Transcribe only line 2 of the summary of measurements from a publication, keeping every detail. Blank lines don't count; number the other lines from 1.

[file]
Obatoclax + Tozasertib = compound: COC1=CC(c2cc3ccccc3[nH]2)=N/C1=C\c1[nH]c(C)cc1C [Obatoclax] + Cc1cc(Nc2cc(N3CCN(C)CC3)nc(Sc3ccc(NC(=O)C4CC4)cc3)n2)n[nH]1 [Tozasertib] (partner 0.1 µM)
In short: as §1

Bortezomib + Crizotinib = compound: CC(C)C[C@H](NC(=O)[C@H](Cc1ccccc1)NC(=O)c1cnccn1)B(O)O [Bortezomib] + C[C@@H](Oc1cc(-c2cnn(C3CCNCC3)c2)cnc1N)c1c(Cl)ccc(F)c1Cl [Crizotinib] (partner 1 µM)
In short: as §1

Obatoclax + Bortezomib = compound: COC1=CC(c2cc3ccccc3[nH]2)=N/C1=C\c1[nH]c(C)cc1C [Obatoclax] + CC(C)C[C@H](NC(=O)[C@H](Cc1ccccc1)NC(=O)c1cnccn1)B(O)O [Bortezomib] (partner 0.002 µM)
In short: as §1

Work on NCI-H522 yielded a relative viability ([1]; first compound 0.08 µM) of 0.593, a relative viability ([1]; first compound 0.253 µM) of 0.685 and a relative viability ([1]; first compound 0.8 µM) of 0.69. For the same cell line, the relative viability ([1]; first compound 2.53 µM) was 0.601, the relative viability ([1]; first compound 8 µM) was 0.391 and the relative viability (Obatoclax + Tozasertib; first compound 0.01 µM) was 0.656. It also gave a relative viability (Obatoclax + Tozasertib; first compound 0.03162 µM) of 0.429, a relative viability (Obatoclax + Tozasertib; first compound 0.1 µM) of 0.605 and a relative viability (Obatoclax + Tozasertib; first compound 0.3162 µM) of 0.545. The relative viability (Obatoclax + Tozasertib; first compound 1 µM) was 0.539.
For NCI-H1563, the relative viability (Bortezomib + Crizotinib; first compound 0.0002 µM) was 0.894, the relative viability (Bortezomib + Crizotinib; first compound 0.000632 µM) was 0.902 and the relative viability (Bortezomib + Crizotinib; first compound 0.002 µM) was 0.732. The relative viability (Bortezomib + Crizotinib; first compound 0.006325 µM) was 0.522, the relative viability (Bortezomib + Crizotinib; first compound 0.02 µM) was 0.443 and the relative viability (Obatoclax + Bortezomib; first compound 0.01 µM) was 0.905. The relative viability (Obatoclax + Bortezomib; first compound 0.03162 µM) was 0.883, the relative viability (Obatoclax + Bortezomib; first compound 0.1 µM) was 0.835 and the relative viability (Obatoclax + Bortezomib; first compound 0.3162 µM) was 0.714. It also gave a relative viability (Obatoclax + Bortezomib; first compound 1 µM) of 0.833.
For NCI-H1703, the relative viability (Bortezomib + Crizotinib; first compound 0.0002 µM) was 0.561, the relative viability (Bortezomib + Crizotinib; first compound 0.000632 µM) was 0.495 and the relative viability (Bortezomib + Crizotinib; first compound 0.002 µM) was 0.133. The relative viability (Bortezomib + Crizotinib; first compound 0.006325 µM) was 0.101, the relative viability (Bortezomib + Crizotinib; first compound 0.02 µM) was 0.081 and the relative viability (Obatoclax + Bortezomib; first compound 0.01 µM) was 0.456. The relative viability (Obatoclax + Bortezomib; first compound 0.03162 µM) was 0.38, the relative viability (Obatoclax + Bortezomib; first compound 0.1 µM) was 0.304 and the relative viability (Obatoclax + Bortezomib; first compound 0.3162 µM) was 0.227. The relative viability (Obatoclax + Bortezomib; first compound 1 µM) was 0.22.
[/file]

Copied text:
In short: as §1